To tilt (or not)

 

I’m talking about the horizon.

Some photographers do this a lot (Bambi Cantrell). Some, like me, don’t.

Personally, I think it can become overused and, if not done “properly” (my opinion) can not only be distracting but can dismiss your photograph and its impact to the viewer.

When is it OK to do the tilt? I think the following guidelines (“rules”, if you will), are a good place to start:

Where it makes sense.

For example, in this image, a sense of drama is created (and expected) for a film noir style image.

You almost expect the tilt. It fits the mood of the image.

To correct a problem

In this image the subject was actually not completely upright. The tilted horizon was created to correct this.

Competing Verticals

Subjects placed in corners, or where there are competing vertical lines in the composition, can be lessened or their impact diminished by using a tilted horizon.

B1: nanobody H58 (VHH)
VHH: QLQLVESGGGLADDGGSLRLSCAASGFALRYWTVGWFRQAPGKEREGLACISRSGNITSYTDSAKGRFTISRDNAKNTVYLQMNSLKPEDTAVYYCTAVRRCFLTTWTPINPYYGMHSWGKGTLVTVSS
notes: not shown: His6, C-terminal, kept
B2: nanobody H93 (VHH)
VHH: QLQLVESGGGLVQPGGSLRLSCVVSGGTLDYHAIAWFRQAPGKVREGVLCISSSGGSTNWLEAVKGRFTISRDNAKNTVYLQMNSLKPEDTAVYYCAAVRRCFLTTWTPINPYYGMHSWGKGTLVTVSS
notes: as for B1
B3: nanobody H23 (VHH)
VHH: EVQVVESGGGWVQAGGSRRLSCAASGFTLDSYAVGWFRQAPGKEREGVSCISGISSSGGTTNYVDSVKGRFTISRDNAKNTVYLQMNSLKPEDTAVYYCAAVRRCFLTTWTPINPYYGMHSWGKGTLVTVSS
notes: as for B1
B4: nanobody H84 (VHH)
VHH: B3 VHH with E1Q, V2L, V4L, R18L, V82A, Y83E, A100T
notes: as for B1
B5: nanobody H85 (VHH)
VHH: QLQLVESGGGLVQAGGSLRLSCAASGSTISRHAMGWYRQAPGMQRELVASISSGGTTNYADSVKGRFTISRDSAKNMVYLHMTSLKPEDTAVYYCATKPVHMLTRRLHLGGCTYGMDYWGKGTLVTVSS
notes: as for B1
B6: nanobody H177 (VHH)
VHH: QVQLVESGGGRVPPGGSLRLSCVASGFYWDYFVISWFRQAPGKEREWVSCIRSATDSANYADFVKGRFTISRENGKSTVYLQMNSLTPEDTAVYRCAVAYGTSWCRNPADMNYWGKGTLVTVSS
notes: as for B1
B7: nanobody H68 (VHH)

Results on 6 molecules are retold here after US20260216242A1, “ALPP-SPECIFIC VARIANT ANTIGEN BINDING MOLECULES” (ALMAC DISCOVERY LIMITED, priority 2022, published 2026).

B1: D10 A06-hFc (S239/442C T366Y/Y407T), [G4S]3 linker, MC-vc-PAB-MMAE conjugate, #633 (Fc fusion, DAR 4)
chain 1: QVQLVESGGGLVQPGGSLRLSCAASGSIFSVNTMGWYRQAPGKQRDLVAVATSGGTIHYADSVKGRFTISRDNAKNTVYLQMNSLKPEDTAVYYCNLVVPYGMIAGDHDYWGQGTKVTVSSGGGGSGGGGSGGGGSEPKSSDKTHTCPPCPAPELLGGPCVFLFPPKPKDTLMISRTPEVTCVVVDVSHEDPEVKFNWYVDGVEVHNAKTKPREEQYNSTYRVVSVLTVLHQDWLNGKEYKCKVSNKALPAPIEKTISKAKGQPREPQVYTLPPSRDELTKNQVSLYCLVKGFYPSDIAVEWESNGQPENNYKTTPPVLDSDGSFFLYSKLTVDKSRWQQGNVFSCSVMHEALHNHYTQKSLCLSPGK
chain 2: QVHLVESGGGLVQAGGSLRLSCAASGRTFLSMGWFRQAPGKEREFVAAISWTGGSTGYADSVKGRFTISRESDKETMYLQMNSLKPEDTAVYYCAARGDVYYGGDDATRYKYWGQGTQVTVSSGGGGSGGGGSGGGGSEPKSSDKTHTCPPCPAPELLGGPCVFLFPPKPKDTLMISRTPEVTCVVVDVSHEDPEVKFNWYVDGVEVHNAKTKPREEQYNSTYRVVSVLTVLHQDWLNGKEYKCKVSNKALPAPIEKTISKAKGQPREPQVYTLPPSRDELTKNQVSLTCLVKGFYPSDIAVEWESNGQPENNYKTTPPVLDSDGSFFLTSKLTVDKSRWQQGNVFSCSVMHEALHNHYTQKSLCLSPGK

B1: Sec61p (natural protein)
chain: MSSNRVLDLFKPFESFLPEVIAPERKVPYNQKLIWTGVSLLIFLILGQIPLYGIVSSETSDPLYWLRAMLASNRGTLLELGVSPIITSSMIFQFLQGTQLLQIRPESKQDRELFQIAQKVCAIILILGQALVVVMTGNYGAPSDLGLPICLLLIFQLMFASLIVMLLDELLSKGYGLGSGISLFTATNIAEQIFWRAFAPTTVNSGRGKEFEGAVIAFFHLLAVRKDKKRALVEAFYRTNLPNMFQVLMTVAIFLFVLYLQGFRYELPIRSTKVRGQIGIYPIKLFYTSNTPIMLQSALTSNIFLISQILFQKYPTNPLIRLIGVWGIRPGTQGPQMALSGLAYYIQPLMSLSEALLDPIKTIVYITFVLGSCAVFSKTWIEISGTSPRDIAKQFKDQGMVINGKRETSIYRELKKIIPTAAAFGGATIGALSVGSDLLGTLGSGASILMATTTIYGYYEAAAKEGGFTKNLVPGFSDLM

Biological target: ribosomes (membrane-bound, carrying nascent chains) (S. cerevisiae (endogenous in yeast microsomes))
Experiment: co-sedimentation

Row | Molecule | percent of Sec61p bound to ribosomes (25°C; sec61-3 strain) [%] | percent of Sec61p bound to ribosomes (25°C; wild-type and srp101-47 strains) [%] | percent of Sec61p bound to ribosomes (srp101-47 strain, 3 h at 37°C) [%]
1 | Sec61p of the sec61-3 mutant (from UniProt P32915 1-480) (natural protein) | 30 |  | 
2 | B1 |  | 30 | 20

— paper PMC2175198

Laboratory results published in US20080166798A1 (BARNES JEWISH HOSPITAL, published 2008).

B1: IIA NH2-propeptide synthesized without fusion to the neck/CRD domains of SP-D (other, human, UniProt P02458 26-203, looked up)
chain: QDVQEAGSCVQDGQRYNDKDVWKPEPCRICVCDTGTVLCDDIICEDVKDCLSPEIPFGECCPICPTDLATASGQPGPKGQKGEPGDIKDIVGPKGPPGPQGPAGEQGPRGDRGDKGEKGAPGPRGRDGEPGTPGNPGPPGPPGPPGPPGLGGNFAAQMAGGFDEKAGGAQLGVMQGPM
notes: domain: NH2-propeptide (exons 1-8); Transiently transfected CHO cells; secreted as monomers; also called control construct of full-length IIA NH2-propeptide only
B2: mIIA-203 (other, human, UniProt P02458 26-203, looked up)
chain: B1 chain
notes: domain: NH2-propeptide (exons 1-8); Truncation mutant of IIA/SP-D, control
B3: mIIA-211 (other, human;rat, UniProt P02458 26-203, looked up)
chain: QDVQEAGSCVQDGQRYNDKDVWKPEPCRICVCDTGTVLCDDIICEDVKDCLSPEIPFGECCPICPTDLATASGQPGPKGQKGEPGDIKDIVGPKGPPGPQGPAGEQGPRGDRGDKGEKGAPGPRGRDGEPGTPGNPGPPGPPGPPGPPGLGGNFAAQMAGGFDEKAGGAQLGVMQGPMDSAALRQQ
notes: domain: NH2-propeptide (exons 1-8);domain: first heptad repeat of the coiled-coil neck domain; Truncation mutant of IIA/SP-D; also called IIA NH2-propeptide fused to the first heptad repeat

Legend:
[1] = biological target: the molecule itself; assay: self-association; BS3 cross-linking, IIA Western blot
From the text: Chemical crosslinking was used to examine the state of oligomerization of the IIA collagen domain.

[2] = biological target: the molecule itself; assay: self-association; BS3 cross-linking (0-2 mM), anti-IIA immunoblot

When there is no horizon

If there is no visible horizon, such as a headshot or partial body shot, then there is nothing for the brain to register to compete with your tilt. Bambi Cantrell does this a lot.

When not to tilt

The following almost never look good to me:

  • visible horizons with a subject parallel to the horizon
  • the image has no implicit drama

Do what you want to, and what works for you. And remember: rules are meant to be broken. But make sure you are breaking them for a reason.

This entry was posted in Philosophy, Technique.